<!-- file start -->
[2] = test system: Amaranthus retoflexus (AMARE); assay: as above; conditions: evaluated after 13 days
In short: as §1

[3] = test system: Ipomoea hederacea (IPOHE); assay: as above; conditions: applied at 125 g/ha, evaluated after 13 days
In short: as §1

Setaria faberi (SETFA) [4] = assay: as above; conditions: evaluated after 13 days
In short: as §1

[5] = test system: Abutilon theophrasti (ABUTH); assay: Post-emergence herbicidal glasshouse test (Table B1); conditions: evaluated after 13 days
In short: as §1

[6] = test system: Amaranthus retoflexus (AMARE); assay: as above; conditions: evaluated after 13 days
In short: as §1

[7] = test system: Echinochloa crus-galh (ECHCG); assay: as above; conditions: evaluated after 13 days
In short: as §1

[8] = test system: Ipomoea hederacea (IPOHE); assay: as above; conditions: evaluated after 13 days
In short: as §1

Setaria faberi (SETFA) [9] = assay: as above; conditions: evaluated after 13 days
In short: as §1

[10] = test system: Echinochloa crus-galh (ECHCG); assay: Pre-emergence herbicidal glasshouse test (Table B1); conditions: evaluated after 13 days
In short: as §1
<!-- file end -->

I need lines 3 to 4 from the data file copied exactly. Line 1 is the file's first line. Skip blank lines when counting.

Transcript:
[3] = test system: Ipomoea hederacea (IPOHE); assay: as above; conditions: applied at 125 g/ha, evaluated after 13 days
In short: as §1